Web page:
Special needs transport – emotional evidence heard

The first evidence given to the council’s new children and education policy and accountability committee has uncovered evidence of worrying failures with the new special needs transport service – which the new council Leader has described as ‘horrific’.

Parents, teachers and professionals gave evidence, which was often extremely emotional, to the new committee detailing serious problems with the council’s passenger transport contract – which started in April.

The children and education policy and accountability committee, which met for the first time last week, made the borough’s heavily criticised passenger transport service its top priority after a series of concerning reports emerged.

Residents were invited to share their experiences of the recently outsourced service with committee members at the meeting, on Tuesday (July 8), in order to help shape future council policies in this area.

Parents and carers complained about children and vulnerable adults not being picked up at the right time and of drivers not properly understanding their special needs. Parents of children with special needs gave accounts of drivers and escorts with poor communication skills, overlong journey times and late pick-ups and drop-offs.

Issues were raised about inadequate training for new passenger transport staff, with speakers indicating they were not equipped to cope with the needs of many of the service users they were tasked with looking after.

One parent, whose child uses the service, recounted an incident in which her daughter had been brought home early because the escort assigned to her had too poor a grasp of English to be able to properly look after her. Describing the current service, she said: “It’s just really not acceptable, it does not sit well and does not give me much confidence.”

Jude Ragan, the head teacher at Queensmill Special School, stressed the importance of proper training for new employees, ensuring consistency of staff and making sure that escorts and drivers are given the tools and time to be able to successfully fulfil their duties. These views were echoed by Jack Tizard School governor Michèle Rooney, who said “with each day there is a new issue”.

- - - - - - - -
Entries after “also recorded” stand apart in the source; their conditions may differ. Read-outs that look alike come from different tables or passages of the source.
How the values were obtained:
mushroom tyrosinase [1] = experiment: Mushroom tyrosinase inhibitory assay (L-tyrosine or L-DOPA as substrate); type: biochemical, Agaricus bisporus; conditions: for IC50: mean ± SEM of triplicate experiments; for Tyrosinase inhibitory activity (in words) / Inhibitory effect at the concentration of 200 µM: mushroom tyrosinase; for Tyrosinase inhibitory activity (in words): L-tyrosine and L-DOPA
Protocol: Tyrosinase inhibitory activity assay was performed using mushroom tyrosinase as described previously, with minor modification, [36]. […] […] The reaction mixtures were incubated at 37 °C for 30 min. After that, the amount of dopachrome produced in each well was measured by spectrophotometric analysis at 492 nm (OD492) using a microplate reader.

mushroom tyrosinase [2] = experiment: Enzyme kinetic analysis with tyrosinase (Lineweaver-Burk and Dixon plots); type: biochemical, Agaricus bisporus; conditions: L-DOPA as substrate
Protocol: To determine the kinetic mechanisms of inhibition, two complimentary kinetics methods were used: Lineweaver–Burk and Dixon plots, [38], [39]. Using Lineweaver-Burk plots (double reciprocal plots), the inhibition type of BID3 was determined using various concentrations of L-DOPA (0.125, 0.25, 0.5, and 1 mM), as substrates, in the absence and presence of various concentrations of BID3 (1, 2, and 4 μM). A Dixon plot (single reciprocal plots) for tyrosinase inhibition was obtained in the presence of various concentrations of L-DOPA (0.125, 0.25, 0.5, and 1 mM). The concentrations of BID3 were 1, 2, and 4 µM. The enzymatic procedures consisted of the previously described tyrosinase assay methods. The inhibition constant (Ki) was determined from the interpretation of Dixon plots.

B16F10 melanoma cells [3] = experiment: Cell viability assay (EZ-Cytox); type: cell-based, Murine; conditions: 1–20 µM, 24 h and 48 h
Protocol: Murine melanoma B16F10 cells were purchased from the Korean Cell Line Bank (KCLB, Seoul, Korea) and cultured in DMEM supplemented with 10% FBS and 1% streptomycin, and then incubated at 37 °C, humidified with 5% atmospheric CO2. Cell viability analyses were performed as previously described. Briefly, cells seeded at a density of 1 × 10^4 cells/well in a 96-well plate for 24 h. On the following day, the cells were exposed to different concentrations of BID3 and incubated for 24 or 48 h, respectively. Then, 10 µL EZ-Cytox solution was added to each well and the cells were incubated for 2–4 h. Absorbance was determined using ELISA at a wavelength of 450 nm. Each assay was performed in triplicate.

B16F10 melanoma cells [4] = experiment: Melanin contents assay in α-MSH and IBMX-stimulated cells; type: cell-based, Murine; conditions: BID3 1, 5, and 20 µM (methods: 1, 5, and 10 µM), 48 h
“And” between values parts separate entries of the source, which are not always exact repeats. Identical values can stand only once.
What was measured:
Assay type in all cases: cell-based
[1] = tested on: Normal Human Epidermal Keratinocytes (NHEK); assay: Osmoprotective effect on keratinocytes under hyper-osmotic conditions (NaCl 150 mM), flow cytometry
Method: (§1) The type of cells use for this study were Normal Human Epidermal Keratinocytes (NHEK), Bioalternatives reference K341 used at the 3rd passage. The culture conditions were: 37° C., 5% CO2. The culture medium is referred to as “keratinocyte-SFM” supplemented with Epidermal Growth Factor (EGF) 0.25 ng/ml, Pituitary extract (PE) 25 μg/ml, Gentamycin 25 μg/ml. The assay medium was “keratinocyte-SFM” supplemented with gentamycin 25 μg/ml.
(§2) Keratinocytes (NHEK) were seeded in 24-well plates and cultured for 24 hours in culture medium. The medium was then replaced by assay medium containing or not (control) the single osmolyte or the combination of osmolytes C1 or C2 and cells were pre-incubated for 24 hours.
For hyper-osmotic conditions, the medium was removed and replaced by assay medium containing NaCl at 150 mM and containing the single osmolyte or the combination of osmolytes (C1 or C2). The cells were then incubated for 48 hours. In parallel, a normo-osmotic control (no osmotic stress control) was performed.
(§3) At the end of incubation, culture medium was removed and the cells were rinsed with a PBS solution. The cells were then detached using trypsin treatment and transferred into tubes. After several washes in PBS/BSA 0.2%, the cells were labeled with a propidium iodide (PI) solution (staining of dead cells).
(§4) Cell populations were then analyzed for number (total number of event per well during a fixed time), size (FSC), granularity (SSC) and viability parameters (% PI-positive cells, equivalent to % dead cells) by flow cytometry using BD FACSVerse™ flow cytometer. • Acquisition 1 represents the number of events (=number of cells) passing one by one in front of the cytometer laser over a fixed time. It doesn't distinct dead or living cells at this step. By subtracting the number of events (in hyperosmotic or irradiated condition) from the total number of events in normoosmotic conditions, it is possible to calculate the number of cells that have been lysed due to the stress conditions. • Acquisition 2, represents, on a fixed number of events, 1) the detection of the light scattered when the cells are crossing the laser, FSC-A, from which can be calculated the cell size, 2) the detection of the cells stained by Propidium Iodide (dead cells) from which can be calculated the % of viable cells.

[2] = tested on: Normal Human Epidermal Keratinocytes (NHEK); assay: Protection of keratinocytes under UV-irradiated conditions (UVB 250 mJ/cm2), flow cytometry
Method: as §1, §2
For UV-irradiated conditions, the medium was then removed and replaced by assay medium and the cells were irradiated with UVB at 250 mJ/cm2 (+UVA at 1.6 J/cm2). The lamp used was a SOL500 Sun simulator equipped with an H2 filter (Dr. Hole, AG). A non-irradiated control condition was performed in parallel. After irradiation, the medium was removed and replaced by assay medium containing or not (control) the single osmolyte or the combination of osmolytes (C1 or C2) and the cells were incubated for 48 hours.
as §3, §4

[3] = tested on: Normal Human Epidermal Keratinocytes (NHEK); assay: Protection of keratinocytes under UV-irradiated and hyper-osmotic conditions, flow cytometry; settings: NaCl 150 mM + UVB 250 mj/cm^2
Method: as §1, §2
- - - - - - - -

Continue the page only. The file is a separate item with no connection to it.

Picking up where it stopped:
The new H&F Council Leader, Cllr Stephen Cowan, said: “It is clear to anyone who listened to the evidence parents and teachers gave at the borough’s new policy and accountability hearings that this service is a long, long way from where it needs to be.

“We came into office one month ago and there is no bigger priority for us as a council than protecting vulnerable children – especially those with mental or physical disabilities. We have commissioned an urgent root and branch review of this service and, while I am limited by what I can say now, parents and teachers should know that that this awful situation will not be allowed to continue.”

The committee also heard from long-serving passenger transport staff, who raised concerns about the overall standards of the service since the new service began under a tri-borough framework arrangement designed to integrate the services in the tri-boroughs and save costs.

Cllr Caroline Needham, chair of the children and education PAC, said: “Hearing directly from parents, teachers and professionals was invaluable, and the committee would like to extend its thanks to all who took the time to recount their experiences. We will put that information to good use.”

The main areas of the service that the committee is reviewing includes:

  • consistency and reliability of drivers and escorts
  • specialised training for escorts
  • greater attention to the needs of individual children attending a range of after school provision
  • communication with parent, carers and service users
  • customer care

There is a full background report on the matter on the council’s website here.

Details for all of the council’s Policy and Accountability Committees, along with the issues that are due to be discussed, are also available here.